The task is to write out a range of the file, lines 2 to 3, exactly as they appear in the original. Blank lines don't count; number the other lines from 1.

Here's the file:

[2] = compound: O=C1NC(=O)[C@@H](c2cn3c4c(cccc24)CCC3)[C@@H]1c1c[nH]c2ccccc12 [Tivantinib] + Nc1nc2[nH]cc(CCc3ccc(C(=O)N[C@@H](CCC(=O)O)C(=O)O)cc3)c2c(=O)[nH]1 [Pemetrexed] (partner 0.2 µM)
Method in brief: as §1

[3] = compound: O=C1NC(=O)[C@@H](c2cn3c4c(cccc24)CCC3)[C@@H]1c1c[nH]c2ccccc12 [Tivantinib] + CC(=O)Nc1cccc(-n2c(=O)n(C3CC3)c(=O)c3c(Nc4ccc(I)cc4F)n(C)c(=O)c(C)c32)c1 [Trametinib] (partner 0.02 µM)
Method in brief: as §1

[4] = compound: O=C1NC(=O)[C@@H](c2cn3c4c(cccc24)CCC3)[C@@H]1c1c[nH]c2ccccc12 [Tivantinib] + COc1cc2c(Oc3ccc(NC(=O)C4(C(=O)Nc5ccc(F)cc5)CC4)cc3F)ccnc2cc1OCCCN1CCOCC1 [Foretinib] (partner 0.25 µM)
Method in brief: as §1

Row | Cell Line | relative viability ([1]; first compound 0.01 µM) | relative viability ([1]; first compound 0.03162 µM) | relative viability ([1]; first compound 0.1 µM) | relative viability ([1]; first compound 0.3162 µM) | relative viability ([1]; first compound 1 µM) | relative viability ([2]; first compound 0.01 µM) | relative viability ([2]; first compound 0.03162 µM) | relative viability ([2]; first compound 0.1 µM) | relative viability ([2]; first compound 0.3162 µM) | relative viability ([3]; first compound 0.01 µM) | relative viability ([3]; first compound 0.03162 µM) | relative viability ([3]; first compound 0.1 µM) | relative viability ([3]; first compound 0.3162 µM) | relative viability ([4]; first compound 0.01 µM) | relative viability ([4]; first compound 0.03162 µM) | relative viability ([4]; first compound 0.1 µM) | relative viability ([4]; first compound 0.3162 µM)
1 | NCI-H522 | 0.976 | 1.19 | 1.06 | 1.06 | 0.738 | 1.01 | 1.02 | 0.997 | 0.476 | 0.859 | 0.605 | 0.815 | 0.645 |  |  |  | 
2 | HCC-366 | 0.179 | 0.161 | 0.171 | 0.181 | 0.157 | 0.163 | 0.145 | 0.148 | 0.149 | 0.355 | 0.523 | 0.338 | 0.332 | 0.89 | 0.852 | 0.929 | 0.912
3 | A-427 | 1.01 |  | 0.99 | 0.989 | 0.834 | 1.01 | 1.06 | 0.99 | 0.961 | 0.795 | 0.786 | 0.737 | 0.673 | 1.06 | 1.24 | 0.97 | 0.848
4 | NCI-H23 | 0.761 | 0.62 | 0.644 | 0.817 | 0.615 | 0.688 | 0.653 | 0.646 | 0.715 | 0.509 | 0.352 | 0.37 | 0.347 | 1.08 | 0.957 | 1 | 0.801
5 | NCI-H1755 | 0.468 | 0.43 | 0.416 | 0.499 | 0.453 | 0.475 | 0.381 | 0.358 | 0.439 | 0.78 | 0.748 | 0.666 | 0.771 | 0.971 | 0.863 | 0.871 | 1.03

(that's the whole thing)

Method in brief: as §1

[3] = compound: O=C1NC(=O)[C@@H](c2cn3c4c(cccc24)CCC3)[C@@H]1c1c[nH]c2ccccc12 [Tivantinib] + CC(=O)Nc1cccc(-n2c(=O)n(C3CC3)c(=O)c3c(Nc4ccc(I)cc4F)n(C)c(=O)c(C)c32)c1 [Trametinib] (partner 0.02 µM)